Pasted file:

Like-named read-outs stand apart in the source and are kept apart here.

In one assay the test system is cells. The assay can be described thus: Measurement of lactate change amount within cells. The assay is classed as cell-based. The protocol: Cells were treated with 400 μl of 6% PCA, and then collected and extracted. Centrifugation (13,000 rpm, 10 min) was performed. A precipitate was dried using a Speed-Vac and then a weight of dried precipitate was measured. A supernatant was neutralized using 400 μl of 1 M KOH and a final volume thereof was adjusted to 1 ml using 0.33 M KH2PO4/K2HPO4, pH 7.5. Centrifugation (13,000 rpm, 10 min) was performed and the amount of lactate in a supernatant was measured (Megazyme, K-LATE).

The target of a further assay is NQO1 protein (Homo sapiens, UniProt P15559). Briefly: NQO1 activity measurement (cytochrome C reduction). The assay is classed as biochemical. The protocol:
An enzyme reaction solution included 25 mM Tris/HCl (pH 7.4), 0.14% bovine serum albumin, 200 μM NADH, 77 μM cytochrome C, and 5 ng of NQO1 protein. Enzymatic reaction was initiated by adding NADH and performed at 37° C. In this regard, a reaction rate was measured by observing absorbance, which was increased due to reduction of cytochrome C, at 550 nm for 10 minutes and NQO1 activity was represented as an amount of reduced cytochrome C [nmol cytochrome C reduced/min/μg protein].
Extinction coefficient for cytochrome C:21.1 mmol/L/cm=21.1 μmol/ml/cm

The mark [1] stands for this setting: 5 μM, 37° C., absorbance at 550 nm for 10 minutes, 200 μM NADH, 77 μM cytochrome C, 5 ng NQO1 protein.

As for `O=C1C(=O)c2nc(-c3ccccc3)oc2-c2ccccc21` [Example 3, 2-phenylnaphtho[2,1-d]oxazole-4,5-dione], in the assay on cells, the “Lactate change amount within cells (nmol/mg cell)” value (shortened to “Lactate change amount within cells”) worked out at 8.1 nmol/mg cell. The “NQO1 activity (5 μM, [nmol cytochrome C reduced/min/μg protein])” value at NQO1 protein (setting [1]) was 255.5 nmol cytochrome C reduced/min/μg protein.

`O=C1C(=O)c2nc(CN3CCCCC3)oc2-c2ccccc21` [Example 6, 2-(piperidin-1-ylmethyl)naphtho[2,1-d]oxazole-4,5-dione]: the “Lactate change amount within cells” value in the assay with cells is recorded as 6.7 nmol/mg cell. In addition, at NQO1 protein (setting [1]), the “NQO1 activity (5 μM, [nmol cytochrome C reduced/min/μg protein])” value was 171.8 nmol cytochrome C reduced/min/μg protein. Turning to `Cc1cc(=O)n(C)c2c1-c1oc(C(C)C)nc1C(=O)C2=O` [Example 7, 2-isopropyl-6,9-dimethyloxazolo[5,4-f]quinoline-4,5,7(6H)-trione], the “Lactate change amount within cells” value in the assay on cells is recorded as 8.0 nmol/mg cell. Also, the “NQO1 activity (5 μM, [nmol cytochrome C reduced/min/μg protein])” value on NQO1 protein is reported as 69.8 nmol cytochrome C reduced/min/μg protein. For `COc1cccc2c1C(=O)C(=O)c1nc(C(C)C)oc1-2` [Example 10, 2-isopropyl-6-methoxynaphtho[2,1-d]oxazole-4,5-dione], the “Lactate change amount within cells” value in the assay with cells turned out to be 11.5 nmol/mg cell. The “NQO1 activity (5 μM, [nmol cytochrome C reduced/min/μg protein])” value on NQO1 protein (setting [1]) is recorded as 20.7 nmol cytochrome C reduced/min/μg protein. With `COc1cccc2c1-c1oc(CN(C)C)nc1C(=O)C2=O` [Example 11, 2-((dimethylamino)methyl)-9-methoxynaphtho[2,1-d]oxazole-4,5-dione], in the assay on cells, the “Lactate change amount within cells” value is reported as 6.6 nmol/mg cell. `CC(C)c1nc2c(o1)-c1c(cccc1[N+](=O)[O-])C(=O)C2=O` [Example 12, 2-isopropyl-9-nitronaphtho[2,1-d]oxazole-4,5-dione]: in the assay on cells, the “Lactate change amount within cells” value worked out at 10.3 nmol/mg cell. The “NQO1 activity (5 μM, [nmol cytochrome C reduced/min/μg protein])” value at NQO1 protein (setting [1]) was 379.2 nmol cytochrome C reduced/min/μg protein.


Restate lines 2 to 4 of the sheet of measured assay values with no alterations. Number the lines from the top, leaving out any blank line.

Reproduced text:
In one assay the test system is cells. The assay can be described thus: Measurement of lactate change amount within cells. The assay is classed as cell-based. The protocol: Cells were treated with 400 μl of 6% PCA, and then collected and extracted. Centrifugation (13,000 rpm, 10 min) was performed. A precipitate was dried using a Speed-Vac and then a weight of dried precipitate was measured. A supernatant was neutralized using 400 μl of 1 M KOH and a final volume thereof was adjusted to 1 ml using 0.33 M KH2PO4/K2HPO4, pH 7.5. Centrifugation (13,000 rpm, 10 min) was performed and the amount of lactate in a supernatant was measured (Megazyme, K-LATE).

The target of a further assay is NQO1 protein (Homo sapiens, UniProt P15559). Briefly: NQO1 activity measurement (cytochrome C reduction). The assay is classed as biochemical. The protocol:
An enzyme reaction solution included 25 mM Tris/HCl (pH 7.4), 0.14% bovine serum albumin, 200 μM NADH, 77 μM cytochrome C, and 5 ng of NQO1 protein. Enzymatic reaction was initiated by adding NADH and performed at 37° C. In this regard, a reaction rate was measured by observing absorbance, which was increased due to reduction of cytochrome C, at 550 nm for 10 minutes and NQO1 activity was represented as an amount of reduced cytochrome C [nmol cytochrome C reduced/min/μg protein].